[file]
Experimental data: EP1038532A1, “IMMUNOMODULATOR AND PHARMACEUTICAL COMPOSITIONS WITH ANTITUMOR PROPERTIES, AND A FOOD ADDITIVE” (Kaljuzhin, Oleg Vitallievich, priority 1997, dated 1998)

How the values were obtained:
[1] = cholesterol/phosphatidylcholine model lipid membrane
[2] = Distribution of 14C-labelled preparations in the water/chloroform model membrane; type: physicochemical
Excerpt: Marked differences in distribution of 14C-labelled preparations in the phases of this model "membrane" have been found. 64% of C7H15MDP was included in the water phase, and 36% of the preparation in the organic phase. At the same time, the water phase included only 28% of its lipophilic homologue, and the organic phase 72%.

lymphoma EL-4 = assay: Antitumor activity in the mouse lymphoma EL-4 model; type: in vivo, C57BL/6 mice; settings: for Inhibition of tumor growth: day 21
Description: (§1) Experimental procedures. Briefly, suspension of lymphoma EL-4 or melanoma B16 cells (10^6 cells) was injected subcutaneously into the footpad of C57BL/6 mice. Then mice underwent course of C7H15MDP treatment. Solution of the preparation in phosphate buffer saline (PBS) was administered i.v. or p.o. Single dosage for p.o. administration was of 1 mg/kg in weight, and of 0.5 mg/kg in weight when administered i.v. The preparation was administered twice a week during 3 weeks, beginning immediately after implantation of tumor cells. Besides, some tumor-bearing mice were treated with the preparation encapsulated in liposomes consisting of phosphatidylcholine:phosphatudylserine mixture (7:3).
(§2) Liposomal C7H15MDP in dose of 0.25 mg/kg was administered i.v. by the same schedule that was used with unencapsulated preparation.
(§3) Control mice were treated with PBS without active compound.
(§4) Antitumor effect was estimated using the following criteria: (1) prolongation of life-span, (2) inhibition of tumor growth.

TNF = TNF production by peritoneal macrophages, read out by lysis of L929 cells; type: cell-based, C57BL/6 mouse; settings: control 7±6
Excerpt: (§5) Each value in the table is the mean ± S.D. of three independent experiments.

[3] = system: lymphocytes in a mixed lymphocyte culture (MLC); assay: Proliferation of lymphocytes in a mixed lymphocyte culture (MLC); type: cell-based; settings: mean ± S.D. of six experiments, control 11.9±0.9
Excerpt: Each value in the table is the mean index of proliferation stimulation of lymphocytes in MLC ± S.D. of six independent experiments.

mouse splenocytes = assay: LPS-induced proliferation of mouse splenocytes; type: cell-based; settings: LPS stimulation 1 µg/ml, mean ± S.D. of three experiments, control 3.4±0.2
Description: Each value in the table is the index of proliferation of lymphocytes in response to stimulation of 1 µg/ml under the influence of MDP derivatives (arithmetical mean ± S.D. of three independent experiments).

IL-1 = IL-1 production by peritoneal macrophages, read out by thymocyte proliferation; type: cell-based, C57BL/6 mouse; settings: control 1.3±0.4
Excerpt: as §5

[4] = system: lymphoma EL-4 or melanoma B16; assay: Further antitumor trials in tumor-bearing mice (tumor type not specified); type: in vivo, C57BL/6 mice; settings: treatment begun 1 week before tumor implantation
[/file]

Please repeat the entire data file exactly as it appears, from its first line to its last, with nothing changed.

Experimental data: EP1038532A1, “IMMUNOMODULATOR AND PHARMACEUTICAL COMPOSITIONS WITH ANTITUMOR PROPERTIES, AND A FOOD ADDITIVE” (Kaljuzhin, Oleg Vitallievich, priority 1997, dated 1998)

How the values were obtained:
[1] = cholesterol/phosphatidylcholine model lipid membrane
[2] = Distribution of 14C-labelled preparations in the water/chloroform model membrane; type: physicochemical
Excerpt: Marked differences in distribution of 14C-labelled preparations in the phases of this model "membrane" have been found. 64% of C7H15MDP was included in the water phase, and 36% of the preparation in the organic phase. At the same time, the water phase included only 28% of its lipophilic homologue, and the organic phase 72%.

lymphoma EL-4 = assay: Antitumor activity in the mouse lymphoma EL-4 model; type: in vivo, C57BL/6 mice; settings: for Inhibition of tumor growth: day 21
Description: (§1) Experimental procedures. Briefly, suspension of lymphoma EL-4 or melanoma B16 cells (10^6 cells) was injected subcutaneously into the footpad of C57BL/6 mice. Then mice underwent course of C7H15MDP treatment. Solution of the preparation in phosphate buffer saline (PBS) was administered i.v. or p.o. Single dosage for p.o. administration was of 1 mg/kg in weight, and of 0.5 mg/kg in weight when administered i.v. The preparation was administered twice a week during 3 weeks, beginning immediately after implantation of tumor cells. Besides, some tumor-bearing mice were treated with the preparation encapsulated in liposomes consisting of phosphatidylcholine:phosphatudylserine mixture (7:3).
(§2) Liposomal C7H15MDP in dose of 0.25 mg/kg was administered i.v. by the same schedule that was used with unencapsulated preparation.
(§3) Control mice were treated with PBS without active compound.
(§4) Antitumor effect was estimated using the following criteria: (1) prolongation of life-span, (2) inhibition of tumor growth.

TNF = TNF production by peritoneal macrophages, read out by lysis of L929 cells; type: cell-based, C57BL/6 mouse; settings: control 7±6
Excerpt: (§5) Each value in the table is the mean ± S.D. of three independent experiments.

[3] = system: lymphocytes in a mixed lymphocyte culture (MLC); assay: Proliferation of lymphocytes in a mixed lymphocyte culture (MLC); type: cell-based; settings: mean ± S.D. of six experiments, control 11.9±0.9
Excerpt: Each value in the table is the mean index of proliferation stimulation of lymphocytes in MLC ± S.D. of six independent experiments.

mouse splenocytes = assay: LPS-induced proliferation of mouse splenocytes; type: cell-based; settings: LPS stimulation 1 µg/ml, mean ± S.D. of three experiments, control 3.4±0.2
Description: Each value in the table is the index of proliferation of lymphocytes in response to stimulation of 1 µg/ml under the influence of MDP derivatives (arithmetical mean ± S.D. of three independent experiments).

IL-1 = IL-1 production by peritoneal macrophages, read out by thymocyte proliferation; type: cell-based, C57BL/6 mouse; settings: control 1.3±0.4
Excerpt: as §5

[4] = system: lymphoma EL-4 or melanoma B16; assay: Further antitumor trials in tumor-bearing mice (tumor type not specified); type: in vivo, C57BL/6 mice; settings: treatment begun 1 week before tumor implantation